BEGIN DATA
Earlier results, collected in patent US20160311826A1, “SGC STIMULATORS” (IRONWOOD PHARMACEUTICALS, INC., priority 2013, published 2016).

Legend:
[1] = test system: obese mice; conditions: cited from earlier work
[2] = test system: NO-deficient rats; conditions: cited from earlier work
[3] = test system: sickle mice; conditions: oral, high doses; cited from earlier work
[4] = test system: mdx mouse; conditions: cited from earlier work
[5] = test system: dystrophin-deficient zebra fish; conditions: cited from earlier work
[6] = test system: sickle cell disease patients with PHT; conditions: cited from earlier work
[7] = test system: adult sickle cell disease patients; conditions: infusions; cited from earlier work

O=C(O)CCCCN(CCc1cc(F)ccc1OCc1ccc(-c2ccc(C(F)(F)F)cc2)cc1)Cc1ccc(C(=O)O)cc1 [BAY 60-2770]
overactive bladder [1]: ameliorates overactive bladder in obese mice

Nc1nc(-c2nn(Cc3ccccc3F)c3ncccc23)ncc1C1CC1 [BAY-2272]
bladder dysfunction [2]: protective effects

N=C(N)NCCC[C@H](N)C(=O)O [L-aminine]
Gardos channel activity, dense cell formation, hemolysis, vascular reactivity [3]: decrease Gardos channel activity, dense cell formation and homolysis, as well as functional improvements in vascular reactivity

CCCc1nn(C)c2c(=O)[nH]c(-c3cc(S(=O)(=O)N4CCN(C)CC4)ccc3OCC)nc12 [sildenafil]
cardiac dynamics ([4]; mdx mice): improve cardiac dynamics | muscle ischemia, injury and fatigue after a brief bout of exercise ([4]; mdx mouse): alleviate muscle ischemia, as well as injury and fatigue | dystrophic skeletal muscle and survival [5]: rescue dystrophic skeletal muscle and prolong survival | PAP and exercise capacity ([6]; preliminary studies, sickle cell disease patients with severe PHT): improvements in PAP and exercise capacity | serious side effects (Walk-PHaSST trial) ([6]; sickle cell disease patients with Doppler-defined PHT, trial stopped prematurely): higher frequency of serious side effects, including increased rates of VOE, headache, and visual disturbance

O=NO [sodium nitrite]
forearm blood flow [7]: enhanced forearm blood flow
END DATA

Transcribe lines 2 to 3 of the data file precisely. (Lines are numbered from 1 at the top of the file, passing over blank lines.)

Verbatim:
Legend:
[1] = test system: obese mice; conditions: cited from earlier work